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Road Test: Mercedes-Benz SL 350 Roadster

By / 6 years ago / Road Tests / No Comments

There are plenty of classic Mercedes-Benz enthusiasts who’ll tell you that, at nearly 1,700kg, the new SL doesn’t really live up to the “Sport Lightweight” nameplate. They’d be wrong, because this new model is light in ways that previous generations could never have managed.

Almost all of the new SL’s structure is made from aluminium, resulting in some staggering weight reductions. The SL 350 is 140kg lighter than its predecessor, 220kg lighter than the new BMW 640i Convertible and only 155kg heavier than the much smaller SLK 350. By modern standards, the name is entirely appropriate.

It’s lost very little of the old car’s character in the process. Built for covering huge distances in luxurious comfort, the silhouette has hardly changed. Driver and passenger still peer down a large, contoured and louvred bonnet, while the interior has been updated in line with the aluminium-accented latest models in the Mercedes-Benz range.

The new family front-end divides opinions a little, but it’s still imposing thanks to a large, square, upright grille and stern expression from the square-edged, LED-lined headlamps. Whether it’s a design you love of loathe, it’s distinctive and very modern.

Lighter construction has put some additional skills under the SL’s belt. The one drivers will notice first is its vastly improved frugality. There’s no diesel option, unlike the BMW, but the SL 350 is now 30% more efficient and the claims stack up on the road. Figures of between 33 and 34mpg aren’t unusual on motorway trips, which is very thrifty for a V6-engined petrol car with an automatic gearbox.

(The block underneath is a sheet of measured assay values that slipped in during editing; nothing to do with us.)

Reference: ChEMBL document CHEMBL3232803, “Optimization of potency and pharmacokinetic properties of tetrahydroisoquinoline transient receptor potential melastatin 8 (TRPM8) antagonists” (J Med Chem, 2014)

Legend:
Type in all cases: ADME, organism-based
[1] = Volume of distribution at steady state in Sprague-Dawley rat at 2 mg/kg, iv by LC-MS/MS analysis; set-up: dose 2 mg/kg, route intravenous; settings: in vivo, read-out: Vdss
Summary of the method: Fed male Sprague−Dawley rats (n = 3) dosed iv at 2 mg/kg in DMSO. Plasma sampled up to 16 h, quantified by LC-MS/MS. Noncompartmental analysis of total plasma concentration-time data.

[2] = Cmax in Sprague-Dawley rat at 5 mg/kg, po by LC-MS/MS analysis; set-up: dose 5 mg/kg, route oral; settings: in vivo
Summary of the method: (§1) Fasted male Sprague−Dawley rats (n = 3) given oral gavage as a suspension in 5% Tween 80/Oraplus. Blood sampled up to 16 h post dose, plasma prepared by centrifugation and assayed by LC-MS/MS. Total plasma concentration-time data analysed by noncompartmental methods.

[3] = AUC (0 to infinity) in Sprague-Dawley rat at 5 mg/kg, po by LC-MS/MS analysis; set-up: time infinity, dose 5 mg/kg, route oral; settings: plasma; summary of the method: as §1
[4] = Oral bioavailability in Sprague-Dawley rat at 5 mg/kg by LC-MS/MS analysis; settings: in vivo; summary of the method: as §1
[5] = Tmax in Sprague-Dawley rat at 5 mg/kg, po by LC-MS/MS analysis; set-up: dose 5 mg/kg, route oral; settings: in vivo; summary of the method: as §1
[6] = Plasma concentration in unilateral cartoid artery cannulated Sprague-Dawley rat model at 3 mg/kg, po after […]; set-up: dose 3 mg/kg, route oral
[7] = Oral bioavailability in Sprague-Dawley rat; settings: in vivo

There are performance gains too. Now producing 306bhp, the SL 350 reaches 62mph in 5.9 seconds, which is nearly half a second faster than the old model. Some of the hottest hot hatches can keep up on paper, but the SL’s swell of torque at full throttle makes it feel fast in an effortless, relaxed and fuss-free way.

Plus it’s also beautiful to listen to. Squeeze the throttle at low revs and the exhaust note growls like an angered Labrador, rising to a shrill metallic howl higher up the range. While it’s two cylinders away from the window-shaking rumble of the carmaker’s V8 engines, this is still very capable of making hairs stand on end.

Verdict:

More high-speed cruiser than all-out sports car, the SL’s imposing looks and high interior comfort make long distances a real pleasure. The new 6 Series is a more focused driver’s car, but those seeking a surprisingly efficient way to soak up long stretches of road will find plenty to love.

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Alex Grant

Trained on Cardiff University’s renowned Postgraduate Diploma in Motor Magazine Journalism, Alex is an award-winning motoring journalist with ten years’ experience across B2B and consumer titles. A life-long car enthusiast with a fascination for new technology and future drivetrains, he joined Fleet World in April 2011, contributing across the magazine and website portfolio and editing the EV Fleet World Website.

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